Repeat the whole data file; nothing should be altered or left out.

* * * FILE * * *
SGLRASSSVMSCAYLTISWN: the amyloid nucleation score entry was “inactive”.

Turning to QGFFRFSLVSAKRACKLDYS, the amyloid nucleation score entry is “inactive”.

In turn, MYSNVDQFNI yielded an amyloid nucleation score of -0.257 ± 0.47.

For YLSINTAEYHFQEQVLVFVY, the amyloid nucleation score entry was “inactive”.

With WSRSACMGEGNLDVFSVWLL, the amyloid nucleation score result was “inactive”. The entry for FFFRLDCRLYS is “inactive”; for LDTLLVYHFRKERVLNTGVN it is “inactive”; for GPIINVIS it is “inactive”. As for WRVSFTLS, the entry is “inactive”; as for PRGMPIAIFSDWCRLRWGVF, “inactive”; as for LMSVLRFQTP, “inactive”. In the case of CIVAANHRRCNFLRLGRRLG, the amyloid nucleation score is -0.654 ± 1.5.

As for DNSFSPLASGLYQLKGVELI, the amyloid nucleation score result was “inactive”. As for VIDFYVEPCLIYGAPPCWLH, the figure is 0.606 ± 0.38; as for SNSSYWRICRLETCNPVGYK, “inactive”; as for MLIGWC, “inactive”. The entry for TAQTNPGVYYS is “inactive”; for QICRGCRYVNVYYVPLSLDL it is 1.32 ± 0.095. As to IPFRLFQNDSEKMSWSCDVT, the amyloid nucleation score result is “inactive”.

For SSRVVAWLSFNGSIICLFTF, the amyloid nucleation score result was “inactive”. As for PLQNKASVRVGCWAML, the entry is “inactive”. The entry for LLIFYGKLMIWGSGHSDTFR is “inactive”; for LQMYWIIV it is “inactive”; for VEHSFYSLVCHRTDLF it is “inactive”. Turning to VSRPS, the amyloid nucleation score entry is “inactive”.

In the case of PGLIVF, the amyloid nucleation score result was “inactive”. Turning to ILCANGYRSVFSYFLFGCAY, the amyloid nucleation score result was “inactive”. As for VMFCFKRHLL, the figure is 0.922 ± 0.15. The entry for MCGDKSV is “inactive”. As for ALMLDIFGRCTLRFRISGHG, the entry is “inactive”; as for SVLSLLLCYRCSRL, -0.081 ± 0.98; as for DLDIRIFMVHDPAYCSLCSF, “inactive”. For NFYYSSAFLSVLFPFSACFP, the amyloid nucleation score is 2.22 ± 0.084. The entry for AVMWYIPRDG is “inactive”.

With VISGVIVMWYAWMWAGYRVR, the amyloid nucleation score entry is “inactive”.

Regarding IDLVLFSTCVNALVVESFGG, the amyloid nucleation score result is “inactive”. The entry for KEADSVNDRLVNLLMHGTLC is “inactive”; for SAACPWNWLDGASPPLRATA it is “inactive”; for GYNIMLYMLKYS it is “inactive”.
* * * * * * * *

SGLRASSSVMSCAYLTISWN: the amyloid nucleation score entry was “inactive”.

Turning to QGFFRFSLVSAKRACKLDYS, the amyloid nucleation score entry is “inactive”.

In turn, MYSNVDQFNI yielded an amyloid nucleation score of -0.257 ± 0.47.

For YLSINTAEYHFQEQVLVFVY, the amyloid nucleation score entry was “inactive”.

With WSRSACMGEGNLDVFSVWLL, the amyloid nucleation score result was “inactive”. The entry for FFFRLDCRLYS is “inactive”; for LDTLLVYHFRKERVLNTGVN it is “inactive”; for GPIINVIS it is “inactive”. As for WRVSFTLS, the entry is “inactive”; as for PRGMPIAIFSDWCRLRWGVF, “inactive”; as for LMSVLRFQTP, “inactive”. In the case of CIVAANHRRCNFLRLGRRLG, the amyloid nucleation score is -0.654 ± 1.5.

As for DNSFSPLASGLYQLKGVELI, the amyloid nucleation score result was “inactive”. As for VIDFYVEPCLIYGAPPCWLH, the figure is 0.606 ± 0.38; as for SNSSYWRICRLETCNPVGYK, “inactive”; as for MLIGWC, “inactive”. The entry for TAQTNPGVYYS is “inactive”; for QICRGCRYVNVYYVPLSLDL it is 1.32 ± 0.095. As to IPFRLFQNDSEKMSWSCDVT, the amyloid nucleation score result is “inactive”.

For SSRVVAWLSFNGSIICLFTF, the amyloid nucleation score result was “inactive”. As for PLQNKASVRVGCWAML, the entry is “inactive”. The entry for LLIFYGKLMIWGSGHSDTFR is “inactive”; for LQMYWIIV it is “inactive”; for VEHSFYSLVCHRTDLF it is “inactive”. Turning to VSRPS, the amyloid nucleation score entry is “inactive”.

In the case of PGLIVF, the amyloid nucleation score result was “inactive”. Turning to ILCANGYRSVFSYFLFGCAY, the amyloid nucleation score result was “inactive”. As for VMFCFKRHLL, the figure is 0.922 ± 0.15. The entry for MCGDKSV is “inactive”. As for ALMLDIFGRCTLRFRISGHG, the entry is “inactive”; as for SVLSLLLCYRCSRL, -0.081 ± 0.98; as for DLDIRIFMVHDPAYCSLCSF, “inactive”. For NFYYSSAFLSVLFPFSACFP, the amyloid nucleation score is 2.22 ± 0.084. The entry for AVMWYIPRDG is “inactive”.

With VISGVIVMWYAWMWAGYRVR, the amyloid nucleation score entry is “inactive”.

Regarding IDLVLFSTCVNALVVESFGG, the amyloid nucleation score result is “inactive”. The entry for KEADSVNDRLVNLLMHGTLC is “inactive”; for SAACPWNWLDGASPPLRATA it is “inactive”; for GYNIMLYMLKYS it is “inactive”.